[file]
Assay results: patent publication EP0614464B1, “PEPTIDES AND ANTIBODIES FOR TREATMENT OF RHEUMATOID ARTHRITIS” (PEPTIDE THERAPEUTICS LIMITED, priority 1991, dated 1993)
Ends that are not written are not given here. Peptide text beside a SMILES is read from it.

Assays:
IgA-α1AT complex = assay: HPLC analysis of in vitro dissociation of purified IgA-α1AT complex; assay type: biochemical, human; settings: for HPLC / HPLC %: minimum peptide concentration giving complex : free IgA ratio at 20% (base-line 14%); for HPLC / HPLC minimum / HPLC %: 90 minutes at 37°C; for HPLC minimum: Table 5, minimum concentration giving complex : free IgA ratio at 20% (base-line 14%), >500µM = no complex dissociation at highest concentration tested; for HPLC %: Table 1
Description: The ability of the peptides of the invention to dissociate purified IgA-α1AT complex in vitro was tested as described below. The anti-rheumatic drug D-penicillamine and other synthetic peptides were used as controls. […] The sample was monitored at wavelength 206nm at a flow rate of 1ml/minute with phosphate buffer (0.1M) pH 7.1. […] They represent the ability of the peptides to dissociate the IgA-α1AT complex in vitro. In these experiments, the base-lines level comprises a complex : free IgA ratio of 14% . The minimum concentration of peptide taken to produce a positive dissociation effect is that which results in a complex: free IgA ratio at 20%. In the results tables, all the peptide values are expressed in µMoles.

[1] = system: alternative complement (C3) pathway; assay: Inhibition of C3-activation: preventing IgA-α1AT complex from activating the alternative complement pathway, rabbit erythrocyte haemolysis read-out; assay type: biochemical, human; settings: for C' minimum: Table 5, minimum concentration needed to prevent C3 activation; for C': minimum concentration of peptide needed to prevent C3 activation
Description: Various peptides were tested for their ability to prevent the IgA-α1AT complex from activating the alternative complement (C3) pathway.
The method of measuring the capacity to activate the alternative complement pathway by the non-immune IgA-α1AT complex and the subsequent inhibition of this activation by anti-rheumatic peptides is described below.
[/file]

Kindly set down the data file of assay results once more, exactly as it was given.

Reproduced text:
Assay results: patent publication EP0614464B1, “PEPTIDES AND ANTIBODIES FOR TREATMENT OF RHEUMATOID ARTHRITIS” (PEPTIDE THERAPEUTICS LIMITED, priority 1991, dated 1993)
Ends that are not written are not given here. Peptide text beside a SMILES is read from it.

Assays:
IgA-α1AT complex = assay: HPLC analysis of in vitro dissociation of purified IgA-α1AT complex; assay type: biochemical, human; settings: for HPLC / HPLC %: minimum peptide concentration giving complex : free IgA ratio at 20% (base-line 14%); for HPLC / HPLC minimum / HPLC %: 90 minutes at 37°C; for HPLC minimum: Table 5, minimum concentration giving complex : free IgA ratio at 20% (base-line 14%), >500µM = no complex dissociation at highest concentration tested; for HPLC %: Table 1
Description: The ability of the peptides of the invention to dissociate purified IgA-α1AT complex in vitro was tested as described below. The anti-rheumatic drug D-penicillamine and other synthetic peptides were used as controls. […] The sample was monitored at wavelength 206nm at a flow rate of 1ml/minute with phosphate buffer (0.1M) pH 7.1. […] They represent the ability of the peptides to dissociate the IgA-α1AT complex in vitro. In these experiments, the base-lines level comprises a complex : free IgA ratio of 14% . The minimum concentration of peptide taken to produce a positive dissociation effect is that which results in a complex: free IgA ratio at 20%. In the results tables, all the peptide values are expressed in µMoles.

[1] = system: alternative complement (C3) pathway; assay: Inhibition of C3-activation: preventing IgA-α1AT complex from activating the alternative complement pathway, rabbit erythrocyte haemolysis read-out; assay type: biochemical, human; settings: for C' minimum: Table 5, minimum concentration needed to prevent C3 activation; for C': minimum concentration of peptide needed to prevent C3 activation
Description: Various peptides were tested for their ability to prevent the IgA-α1AT complex from activating the alternative complement (C3) pathway.
The method of measuring the capacity to activate the alternative complement pathway by the non-immune IgA-α1AT complex and the subsequent inhibition of this activation by anti-rheumatic peptides is described below.